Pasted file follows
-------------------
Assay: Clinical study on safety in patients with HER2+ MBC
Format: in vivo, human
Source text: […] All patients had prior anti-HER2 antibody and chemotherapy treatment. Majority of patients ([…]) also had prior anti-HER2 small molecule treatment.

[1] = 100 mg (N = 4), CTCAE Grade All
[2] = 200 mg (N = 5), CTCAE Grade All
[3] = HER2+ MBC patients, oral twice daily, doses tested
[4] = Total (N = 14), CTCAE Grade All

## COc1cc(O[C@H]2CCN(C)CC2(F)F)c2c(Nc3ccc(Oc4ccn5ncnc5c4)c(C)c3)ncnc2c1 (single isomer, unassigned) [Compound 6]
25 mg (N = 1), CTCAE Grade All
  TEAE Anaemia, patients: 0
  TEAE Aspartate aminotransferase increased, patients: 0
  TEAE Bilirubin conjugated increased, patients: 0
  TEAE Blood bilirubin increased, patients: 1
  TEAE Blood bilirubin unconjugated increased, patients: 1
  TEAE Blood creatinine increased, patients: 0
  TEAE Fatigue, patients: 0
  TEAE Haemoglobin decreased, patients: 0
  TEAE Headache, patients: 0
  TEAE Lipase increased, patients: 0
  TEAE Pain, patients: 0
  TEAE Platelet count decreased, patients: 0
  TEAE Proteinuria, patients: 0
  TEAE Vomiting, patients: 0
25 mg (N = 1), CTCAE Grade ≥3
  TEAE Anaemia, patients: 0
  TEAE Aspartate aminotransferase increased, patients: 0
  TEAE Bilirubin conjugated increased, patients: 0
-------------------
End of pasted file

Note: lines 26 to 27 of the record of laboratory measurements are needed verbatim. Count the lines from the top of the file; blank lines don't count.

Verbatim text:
  TEAE Aspartate aminotransferase increased, patients: 0
  TEAE Bilirubin conjugated increased, patients: 0